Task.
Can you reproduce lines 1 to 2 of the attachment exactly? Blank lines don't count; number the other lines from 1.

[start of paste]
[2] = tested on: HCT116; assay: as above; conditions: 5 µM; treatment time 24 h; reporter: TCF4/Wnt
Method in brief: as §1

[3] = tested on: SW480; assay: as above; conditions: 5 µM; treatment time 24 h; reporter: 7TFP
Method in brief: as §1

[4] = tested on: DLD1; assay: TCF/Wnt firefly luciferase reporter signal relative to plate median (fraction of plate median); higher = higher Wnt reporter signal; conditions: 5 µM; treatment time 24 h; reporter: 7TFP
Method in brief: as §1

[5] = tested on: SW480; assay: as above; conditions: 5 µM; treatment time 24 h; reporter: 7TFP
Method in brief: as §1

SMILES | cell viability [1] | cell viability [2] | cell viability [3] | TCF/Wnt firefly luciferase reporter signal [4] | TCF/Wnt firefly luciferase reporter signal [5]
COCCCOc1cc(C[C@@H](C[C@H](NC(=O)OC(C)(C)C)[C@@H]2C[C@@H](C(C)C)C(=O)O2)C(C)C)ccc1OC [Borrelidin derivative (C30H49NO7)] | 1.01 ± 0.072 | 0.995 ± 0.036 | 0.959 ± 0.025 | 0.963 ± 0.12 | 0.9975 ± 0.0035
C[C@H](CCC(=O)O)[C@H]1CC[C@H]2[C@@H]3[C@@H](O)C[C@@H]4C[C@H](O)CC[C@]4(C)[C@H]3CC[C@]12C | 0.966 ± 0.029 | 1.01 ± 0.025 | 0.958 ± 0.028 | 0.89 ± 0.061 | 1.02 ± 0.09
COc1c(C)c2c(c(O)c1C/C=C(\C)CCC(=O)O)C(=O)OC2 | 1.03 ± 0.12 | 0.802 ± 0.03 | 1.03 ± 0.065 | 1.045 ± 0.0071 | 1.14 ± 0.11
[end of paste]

[2] = tested on: HCT116; assay: as above; conditions: 5 µM; treatment time 24 h; reporter: TCF4/Wnt
Method in brief: as §1